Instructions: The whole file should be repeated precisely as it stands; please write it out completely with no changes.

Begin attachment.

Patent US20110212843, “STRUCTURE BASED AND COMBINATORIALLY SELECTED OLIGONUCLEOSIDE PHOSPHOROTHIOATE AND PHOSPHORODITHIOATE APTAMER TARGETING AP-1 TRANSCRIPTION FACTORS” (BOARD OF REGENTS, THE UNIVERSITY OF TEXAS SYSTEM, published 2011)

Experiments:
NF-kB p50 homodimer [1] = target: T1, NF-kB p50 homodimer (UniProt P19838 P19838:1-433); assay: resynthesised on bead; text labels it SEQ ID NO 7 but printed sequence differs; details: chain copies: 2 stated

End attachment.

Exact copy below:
Patent US20110212843, “STRUCTURE BASED AND COMBINATORIALLY SELECTED OLIGONUCLEOSIDE PHOSPHOROTHIOATE AND PHOSPHORODITHIOATE APTAMER TARGETING AP-1 TRANSCRIPTION FACTORS” (BOARD OF REGENTS, THE UNIVERSITY OF TEXAS SYSTEM, published 2011)

Experiments:
NF-kB p50 homodimer [1] = target: T1, NF-kB p50 homodimer (UniProt P19838 P19838:1-433); assay: resynthesised on bead; text labels it SEQ ID NO 7 but printed sequence differs; details: chain copies: 2 stated